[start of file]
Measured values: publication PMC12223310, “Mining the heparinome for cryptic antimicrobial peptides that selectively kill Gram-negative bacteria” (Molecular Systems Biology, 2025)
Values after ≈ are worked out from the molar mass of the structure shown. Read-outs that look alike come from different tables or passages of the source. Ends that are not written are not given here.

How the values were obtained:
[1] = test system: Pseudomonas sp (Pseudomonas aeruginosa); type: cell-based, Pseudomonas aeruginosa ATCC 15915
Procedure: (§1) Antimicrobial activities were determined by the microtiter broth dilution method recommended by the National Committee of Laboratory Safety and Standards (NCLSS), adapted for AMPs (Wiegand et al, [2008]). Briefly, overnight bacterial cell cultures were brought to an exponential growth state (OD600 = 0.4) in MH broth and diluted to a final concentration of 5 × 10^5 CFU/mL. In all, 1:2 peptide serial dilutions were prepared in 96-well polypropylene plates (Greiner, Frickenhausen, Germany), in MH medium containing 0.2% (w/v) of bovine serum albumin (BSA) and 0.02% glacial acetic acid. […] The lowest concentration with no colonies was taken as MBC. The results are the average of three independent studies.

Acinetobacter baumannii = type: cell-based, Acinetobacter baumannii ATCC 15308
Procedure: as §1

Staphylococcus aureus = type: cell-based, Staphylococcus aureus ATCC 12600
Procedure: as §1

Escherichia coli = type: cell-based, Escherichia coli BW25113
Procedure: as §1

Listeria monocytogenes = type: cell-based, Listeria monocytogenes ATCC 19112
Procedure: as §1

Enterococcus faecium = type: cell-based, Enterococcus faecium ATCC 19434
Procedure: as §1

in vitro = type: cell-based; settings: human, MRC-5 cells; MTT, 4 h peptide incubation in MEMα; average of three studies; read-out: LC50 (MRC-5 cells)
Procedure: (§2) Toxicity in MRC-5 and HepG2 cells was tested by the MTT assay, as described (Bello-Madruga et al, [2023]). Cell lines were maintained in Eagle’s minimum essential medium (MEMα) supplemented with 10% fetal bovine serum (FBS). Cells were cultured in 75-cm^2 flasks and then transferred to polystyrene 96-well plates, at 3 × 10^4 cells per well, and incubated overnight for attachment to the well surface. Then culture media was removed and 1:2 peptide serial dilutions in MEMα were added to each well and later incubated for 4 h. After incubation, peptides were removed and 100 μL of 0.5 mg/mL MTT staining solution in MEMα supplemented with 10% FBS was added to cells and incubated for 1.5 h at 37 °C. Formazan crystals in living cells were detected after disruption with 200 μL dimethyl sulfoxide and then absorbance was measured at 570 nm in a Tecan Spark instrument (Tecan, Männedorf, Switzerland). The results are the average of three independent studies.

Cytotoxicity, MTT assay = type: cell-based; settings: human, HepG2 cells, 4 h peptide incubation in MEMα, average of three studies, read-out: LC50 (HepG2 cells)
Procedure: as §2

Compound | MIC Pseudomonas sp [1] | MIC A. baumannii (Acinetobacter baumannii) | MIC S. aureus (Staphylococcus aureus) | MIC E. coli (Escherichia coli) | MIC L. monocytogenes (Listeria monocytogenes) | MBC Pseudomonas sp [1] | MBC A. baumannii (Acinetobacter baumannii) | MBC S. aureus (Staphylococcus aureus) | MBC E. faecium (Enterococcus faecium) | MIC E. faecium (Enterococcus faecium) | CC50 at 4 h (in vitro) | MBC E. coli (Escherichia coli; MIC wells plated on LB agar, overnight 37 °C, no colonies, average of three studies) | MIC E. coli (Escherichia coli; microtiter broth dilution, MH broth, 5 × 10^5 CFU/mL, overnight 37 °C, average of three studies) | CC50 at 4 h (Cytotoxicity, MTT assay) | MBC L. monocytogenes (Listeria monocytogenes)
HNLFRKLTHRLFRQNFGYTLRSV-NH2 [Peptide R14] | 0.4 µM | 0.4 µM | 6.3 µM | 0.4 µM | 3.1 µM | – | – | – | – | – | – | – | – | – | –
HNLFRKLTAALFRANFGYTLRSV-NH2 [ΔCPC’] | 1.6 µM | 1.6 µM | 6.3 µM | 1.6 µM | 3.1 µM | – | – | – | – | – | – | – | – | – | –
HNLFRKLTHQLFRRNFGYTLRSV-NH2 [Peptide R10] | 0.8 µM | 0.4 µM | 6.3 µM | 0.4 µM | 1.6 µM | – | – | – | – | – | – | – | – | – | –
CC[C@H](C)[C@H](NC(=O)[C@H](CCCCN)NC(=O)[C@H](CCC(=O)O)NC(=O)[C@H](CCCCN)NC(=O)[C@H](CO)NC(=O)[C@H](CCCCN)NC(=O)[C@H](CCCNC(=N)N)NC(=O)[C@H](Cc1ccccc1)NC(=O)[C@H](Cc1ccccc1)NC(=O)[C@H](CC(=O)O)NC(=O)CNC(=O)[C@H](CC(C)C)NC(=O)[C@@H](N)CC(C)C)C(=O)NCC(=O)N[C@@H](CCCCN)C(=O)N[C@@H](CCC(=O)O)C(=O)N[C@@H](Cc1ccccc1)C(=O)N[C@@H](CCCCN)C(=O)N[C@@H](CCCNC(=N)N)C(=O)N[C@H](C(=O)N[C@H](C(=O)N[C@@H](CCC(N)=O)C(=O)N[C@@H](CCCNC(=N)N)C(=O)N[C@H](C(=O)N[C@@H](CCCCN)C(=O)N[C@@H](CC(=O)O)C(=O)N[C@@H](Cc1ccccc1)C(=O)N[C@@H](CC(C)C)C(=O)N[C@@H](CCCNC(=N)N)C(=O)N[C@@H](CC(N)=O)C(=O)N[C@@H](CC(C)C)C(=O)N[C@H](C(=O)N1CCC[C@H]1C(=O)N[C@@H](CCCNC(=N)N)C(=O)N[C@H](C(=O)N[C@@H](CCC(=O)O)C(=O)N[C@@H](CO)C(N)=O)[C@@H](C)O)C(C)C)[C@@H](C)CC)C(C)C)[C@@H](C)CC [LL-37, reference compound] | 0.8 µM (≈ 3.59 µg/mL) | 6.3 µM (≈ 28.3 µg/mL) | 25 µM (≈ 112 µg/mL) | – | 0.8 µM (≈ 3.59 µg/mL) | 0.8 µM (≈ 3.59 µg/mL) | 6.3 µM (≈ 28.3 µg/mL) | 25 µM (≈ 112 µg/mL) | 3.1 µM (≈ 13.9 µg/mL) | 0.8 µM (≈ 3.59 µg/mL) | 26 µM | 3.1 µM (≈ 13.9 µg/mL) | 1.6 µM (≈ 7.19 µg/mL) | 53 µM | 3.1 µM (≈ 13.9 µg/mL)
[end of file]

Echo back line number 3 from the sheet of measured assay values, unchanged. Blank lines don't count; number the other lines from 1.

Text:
How the values were obtained: